How exercise and rehab business Symmetrix pivoted and thrived during COVID-19

The company was able to both retain customers and expand.

A Symmetrix kinesiologist helps out a client

The company found a way to retain customers and expand

Kent MacWilliam’s career path has had more twists than an episode of CSI.

The Vancouverite studied science at McGill University in Montreal and worked as a geologist all over the world, including stints in northern B.C., Alaska and Quebec. But after a three-year spell plying his trade in Africa, he moved back home and started working for nonprofit Ancient Forest Alliance to help its mission of protecting the province’s old growth forests.

“The idea there is not anti-logging at all,” MacWilliam says. “It’s really about reshaping the logging industry to be more sustainable.” He also spent some time fundraising for another nonprofit, HUB Cycling.

But in April 2018, MacWilliam took his career for a swerve once again, partnering with kinesiologist Dasha Maslennikova to buy and open a Yaletown training and rehab clinic that they dubbed Symmetrix.

“Honestly, I think it’s been exactly what I needed in my life,” he insists. “In exploration, I was always working for somebody else. And that can be great, but also frustrating. And with fundraising, yes, I had a lot of independence, but you can only do so much.”

MacWilliam sees a different and enjoyable element in “controlling my own budget and building my own team and doing things the way I see them—it’s just such a game changer for me. I wake up excited to go to work, and when I work into the evening, I’m stoked on it.”

Of course, working at all became something of a problem when the COVID-19 pandemic came to Canada, forcing Symmetrix to shut down.

“It felt devastating, like the whole world was turned upside down, just so much uncertainty,” MacWilliam remembers. The timing wasn’t great, either: the company had just closed a deal on a second location in Burnaby that they took possession of on March 31.

“We bought the studio, and it was closed on day one,” MacWilliam says. “And we struggled with continuity of service for our clients who were working with the previous owner and then all of a sudden weren’t. We had to introduce ourselves and be like, Hey, we’re not open, but maybe you should think about buying a package.”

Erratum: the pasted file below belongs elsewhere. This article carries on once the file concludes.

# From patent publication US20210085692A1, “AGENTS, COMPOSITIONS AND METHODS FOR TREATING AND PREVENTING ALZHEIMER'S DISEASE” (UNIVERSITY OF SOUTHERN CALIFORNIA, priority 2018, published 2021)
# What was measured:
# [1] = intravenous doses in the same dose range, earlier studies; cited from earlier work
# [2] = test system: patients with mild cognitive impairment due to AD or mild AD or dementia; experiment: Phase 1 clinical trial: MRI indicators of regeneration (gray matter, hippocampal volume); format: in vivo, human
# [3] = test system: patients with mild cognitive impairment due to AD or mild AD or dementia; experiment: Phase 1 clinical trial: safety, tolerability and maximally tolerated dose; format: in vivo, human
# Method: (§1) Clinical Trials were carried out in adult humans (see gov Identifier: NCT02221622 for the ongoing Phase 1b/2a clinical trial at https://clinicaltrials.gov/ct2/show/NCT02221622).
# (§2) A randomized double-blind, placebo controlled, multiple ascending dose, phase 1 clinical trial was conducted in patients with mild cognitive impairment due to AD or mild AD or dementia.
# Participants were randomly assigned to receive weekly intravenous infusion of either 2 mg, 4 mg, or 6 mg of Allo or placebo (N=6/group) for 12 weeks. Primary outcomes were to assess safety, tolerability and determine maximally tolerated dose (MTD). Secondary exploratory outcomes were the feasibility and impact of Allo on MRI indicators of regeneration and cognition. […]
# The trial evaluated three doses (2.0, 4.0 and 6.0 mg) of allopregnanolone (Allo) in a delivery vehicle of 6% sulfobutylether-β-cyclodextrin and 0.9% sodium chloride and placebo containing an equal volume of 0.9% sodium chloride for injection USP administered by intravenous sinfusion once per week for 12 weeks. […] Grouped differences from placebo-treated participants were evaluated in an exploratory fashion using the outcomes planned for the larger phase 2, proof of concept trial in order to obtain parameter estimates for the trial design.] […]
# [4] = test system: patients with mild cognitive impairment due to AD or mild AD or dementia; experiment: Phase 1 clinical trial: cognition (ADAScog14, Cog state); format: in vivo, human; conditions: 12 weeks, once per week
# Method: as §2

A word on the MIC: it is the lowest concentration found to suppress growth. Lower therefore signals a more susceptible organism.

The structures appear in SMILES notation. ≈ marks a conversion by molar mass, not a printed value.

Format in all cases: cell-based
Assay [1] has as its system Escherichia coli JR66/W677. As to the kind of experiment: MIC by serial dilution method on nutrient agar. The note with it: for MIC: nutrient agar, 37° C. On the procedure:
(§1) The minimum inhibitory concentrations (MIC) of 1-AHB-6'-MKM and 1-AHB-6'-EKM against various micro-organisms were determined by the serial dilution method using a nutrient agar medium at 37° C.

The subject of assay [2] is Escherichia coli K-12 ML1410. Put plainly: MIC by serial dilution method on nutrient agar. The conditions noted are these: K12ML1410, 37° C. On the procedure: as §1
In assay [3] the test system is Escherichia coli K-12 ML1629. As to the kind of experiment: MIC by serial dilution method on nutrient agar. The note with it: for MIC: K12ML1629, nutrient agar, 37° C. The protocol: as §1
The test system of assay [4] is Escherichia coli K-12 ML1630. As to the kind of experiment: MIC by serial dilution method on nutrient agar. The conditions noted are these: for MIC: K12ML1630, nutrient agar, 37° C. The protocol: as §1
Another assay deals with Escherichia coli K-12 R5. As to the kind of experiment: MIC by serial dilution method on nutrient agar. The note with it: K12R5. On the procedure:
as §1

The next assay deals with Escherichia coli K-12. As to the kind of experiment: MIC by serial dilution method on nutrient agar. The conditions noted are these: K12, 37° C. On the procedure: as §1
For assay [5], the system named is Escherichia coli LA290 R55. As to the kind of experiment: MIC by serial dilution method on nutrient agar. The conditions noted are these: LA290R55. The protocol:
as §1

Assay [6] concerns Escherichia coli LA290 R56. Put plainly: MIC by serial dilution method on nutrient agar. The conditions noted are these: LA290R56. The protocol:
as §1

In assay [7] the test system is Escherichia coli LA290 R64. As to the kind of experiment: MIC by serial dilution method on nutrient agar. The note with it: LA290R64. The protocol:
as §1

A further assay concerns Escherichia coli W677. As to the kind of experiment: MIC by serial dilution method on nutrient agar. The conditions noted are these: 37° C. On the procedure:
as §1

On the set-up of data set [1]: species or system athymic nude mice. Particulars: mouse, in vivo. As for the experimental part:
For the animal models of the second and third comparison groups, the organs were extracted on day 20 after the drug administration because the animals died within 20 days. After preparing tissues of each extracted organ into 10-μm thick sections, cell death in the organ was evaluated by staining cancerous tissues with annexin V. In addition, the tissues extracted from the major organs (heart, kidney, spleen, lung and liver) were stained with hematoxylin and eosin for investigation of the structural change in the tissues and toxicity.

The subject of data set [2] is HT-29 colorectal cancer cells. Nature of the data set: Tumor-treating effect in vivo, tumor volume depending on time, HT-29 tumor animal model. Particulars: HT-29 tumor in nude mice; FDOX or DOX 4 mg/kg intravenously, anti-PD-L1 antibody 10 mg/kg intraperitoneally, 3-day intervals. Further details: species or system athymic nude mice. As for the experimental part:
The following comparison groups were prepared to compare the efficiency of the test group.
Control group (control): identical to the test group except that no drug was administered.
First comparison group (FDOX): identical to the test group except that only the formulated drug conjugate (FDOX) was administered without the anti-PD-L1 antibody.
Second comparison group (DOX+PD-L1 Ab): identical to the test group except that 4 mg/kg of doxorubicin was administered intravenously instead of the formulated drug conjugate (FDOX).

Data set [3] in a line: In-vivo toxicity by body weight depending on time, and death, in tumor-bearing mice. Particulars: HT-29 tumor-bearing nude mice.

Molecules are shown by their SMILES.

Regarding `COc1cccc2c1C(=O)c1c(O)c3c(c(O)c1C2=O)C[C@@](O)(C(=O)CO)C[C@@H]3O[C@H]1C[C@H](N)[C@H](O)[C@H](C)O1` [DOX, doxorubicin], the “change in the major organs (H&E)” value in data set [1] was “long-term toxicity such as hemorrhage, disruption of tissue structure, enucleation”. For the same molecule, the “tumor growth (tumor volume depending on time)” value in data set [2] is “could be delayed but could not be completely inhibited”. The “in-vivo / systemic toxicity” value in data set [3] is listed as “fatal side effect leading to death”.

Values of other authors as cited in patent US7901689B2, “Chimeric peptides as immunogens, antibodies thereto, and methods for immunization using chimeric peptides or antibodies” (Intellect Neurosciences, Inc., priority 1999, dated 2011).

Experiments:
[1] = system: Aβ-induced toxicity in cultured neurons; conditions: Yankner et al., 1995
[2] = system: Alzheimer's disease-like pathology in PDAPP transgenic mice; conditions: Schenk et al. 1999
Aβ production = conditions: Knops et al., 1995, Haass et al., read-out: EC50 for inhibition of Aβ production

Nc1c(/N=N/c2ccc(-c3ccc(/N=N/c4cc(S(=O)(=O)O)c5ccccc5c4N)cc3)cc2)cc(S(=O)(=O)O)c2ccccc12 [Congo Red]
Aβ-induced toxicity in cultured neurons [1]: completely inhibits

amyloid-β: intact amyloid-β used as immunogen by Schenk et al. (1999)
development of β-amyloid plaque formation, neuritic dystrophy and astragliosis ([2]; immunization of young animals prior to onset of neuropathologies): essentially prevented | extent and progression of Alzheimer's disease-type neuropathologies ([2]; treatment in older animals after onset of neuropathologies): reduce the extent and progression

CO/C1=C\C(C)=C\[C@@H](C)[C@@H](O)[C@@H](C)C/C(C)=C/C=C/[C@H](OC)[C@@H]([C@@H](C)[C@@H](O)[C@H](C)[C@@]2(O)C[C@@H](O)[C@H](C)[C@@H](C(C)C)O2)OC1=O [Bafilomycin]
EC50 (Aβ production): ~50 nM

Surprisingly, attempts to bring in revenue through the pandemic were effective, as Symmetrix pivoted to an online model, scheduling personal and partner training and rehab sessions over Zoom. “Within the first couple weeks, we had about half of our clients doing virtual sessions,” MacWilliam says.

The strategy then shifted, with MacWilliam and company realizing that “a lot of competitors are probably not spending much money, so let’s go all in. We found a new marketing agency to work with, and that really helped get things on track. I was doing a lot of the comms stuff—went overtime on MailChimp, lot of emails, making sure we kept in regular contact. At first it was just to check in and see how they’re doing. I think people really appreciated that authentic connection, building the relationships.”

Save for MacWilliam himself and an admin person, the rest of the 10-person team are all registered kinesiologists. As he notes, “most people don’t really know what [kinesiology] is—it’s kind of halfway between personal training and physiotherapy.”

The approach seems to be working, as the company, which safely reopened operations in June (though about 10 to 15 percent of its business still takes place online), achieved B Corporation status and will move to a larger Yaletown space in May.

“As I see it, Symmetrix is a really original business,” MacWilliam says. “We’re probably the only spot in the Lower Mainland that only has kinesiologists. And we like to do things differently,” he adds. “We’re beholden to stakeholders rather than just shareholders. It feels good to have a different model.”